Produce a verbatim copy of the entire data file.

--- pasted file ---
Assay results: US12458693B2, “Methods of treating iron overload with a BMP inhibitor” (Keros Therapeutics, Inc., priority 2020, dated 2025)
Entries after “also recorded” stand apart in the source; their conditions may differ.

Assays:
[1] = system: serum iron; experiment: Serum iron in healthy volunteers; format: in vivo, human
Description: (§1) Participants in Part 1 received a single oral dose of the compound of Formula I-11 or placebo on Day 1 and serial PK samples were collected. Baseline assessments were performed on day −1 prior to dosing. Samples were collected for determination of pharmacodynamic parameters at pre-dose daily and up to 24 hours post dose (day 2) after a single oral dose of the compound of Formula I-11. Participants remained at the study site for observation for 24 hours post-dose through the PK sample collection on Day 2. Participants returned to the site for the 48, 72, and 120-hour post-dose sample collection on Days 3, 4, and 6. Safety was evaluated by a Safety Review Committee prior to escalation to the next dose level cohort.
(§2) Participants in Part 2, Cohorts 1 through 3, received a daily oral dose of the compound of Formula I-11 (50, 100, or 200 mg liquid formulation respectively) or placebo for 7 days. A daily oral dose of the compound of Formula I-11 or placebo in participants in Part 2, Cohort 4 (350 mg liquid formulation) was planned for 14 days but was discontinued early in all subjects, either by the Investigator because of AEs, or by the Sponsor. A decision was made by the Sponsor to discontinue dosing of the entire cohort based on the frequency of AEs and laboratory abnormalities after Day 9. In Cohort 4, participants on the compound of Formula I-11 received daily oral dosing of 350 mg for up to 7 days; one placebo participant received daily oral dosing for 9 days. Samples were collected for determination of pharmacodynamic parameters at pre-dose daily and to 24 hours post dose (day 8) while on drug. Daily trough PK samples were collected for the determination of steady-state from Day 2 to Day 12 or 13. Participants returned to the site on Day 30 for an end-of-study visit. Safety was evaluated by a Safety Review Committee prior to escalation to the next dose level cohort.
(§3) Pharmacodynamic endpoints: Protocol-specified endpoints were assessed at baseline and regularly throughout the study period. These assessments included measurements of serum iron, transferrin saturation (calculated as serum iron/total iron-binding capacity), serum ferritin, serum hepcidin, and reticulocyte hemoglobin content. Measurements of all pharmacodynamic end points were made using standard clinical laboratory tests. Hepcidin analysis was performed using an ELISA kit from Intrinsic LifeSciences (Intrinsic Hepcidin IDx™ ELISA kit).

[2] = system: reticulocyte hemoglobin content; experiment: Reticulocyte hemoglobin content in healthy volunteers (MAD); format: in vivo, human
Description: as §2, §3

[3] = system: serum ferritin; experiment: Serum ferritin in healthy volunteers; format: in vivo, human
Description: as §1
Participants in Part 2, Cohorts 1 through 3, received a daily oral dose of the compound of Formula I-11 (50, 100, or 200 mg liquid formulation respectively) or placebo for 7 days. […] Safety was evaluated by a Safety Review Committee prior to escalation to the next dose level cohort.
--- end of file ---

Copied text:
Assay results: US12458693B2, “Methods of treating iron overload with a BMP inhibitor” (Keros Therapeutics, Inc., priority 2020, dated 2025)
Entries after “also recorded” stand apart in the source; their conditions may differ.

Assays:
[1] = system: serum iron; experiment: Serum iron in healthy volunteers; format: in vivo, human
Description: (§1) Participants in Part 1 received a single oral dose of the compound of Formula I-11 or placebo on Day 1 and serial PK samples were collected. Baseline assessments were performed on day −1 prior to dosing. Samples were collected for determination of pharmacodynamic parameters at pre-dose daily and up to 24 hours post dose (day 2) after a single oral dose of the compound of Formula I-11. Participants remained at the study site for observation for 24 hours post-dose through the PK sample collection on Day 2. Participants returned to the site for the 48, 72, and 120-hour post-dose sample collection on Days 3, 4, and 6. Safety was evaluated by a Safety Review Committee prior to escalation to the next dose level cohort.
(§2) Participants in Part 2, Cohorts 1 through 3, received a daily oral dose of the compound of Formula I-11 (50, 100, or 200 mg liquid formulation respectively) or placebo for 7 days. A daily oral dose of the compound of Formula I-11 or placebo in participants in Part 2, Cohort 4 (350 mg liquid formulation) was planned for 14 days but was discontinued early in all subjects, either by the Investigator because of AEs, or by the Sponsor. A decision was made by the Sponsor to discontinue dosing of the entire cohort based on the frequency of AEs and laboratory abnormalities after Day 9. In Cohort 4, participants on the compound of Formula I-11 received daily oral dosing of 350 mg for up to 7 days; one placebo participant received daily oral dosing for 9 days. Samples were collected for determination of pharmacodynamic parameters at pre-dose daily and to 24 hours post dose (day 8) while on drug. Daily trough PK samples were collected for the determination of steady-state from Day 2 to Day 12 or 13. Participants returned to the site on Day 30 for an end-of-study visit. Safety was evaluated by a Safety Review Committee prior to escalation to the next dose level cohort.
(§3) Pharmacodynamic endpoints: Protocol-specified endpoints were assessed at baseline and regularly throughout the study period. These assessments included measurements of serum iron, transferrin saturation (calculated as serum iron/total iron-binding capacity), serum ferritin, serum hepcidin, and reticulocyte hemoglobin content. Measurements of all pharmacodynamic end points were made using standard clinical laboratory tests. Hepcidin analysis was performed using an ELISA kit from Intrinsic LifeSciences (Intrinsic Hepcidin IDx™ ELISA kit).

[2] = system: reticulocyte hemoglobin content; experiment: Reticulocyte hemoglobin content in healthy volunteers (MAD); format: in vivo, human
Description: as §2, §3

[3] = system: serum ferritin; experiment: Serum ferritin in healthy volunteers; format: in vivo, human
Description: as §1
Participants in Part 2, Cohorts 1 through 3, received a daily oral dose of the compound of Formula I-11 (50, 100, or 200 mg liquid formulation respectively) or placebo for 7 days. […] Safety was evaluated by a Safety Review Committee prior to escalation to the next dose level cohort.